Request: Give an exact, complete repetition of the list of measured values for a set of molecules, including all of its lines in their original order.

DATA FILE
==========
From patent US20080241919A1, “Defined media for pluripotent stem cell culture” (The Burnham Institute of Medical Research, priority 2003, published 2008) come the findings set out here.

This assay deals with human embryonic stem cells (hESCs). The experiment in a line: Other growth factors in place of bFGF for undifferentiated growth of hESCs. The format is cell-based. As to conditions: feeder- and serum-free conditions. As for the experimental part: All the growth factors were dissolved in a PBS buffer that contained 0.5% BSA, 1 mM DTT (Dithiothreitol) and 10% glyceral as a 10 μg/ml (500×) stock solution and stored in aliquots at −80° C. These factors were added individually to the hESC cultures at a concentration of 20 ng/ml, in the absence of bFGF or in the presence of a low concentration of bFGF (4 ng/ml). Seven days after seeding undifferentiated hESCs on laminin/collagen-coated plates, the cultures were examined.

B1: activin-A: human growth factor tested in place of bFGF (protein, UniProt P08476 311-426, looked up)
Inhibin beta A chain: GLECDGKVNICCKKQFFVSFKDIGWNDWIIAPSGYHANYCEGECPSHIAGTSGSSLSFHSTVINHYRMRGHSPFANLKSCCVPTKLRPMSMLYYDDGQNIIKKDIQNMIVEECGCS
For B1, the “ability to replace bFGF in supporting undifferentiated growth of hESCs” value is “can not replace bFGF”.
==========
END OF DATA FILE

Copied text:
From patent US20080241919A1, “Defined media for pluripotent stem cell culture” (The Burnham Institute of Medical Research, priority 2003, published 2008) come the findings set out here.

This assay deals with human embryonic stem cells (hESCs). The experiment in a line: Other growth factors in place of bFGF for undifferentiated growth of hESCs. The format is cell-based. As to conditions: feeder- and serum-free conditions. As for the experimental part: All the growth factors were dissolved in a PBS buffer that contained 0.5% BSA, 1 mM DTT (Dithiothreitol) and 10% glyceral as a 10 μg/ml (500×) stock solution and stored in aliquots at −80° C. These factors were added individually to the hESC cultures at a concentration of 20 ng/ml, in the absence of bFGF or in the presence of a low concentration of bFGF (4 ng/ml). Seven days after seeding undifferentiated hESCs on laminin/collagen-coated plates, the cultures were examined.

B1: activin-A: human growth factor tested in place of bFGF (protein, UniProt P08476 311-426, looked up)
Inhibin beta A chain: GLECDGKVNICCKKQFFVSFKDIGWNDWIIAPSGYHANYCEGECPSHIAGTSGSSLSFHSTVINHYRMRGHSPFANLKSCCVPTKLRPMSMLYYDDGQNIIKKDIQNMIVEECGCS
For B1, the “ability to replace bFGF in supporting undifferentiated growth of hESCs” value is “can not replace bFGF”.